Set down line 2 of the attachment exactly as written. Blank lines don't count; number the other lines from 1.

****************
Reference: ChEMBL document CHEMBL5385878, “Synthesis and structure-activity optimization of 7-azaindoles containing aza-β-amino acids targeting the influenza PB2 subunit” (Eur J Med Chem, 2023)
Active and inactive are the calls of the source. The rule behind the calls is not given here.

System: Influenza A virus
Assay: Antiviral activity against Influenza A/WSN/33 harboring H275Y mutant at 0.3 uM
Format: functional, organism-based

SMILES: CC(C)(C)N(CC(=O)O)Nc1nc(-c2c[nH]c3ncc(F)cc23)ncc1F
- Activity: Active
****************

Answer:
Active and inactive are the calls of the source. The rule behind the calls is not given here.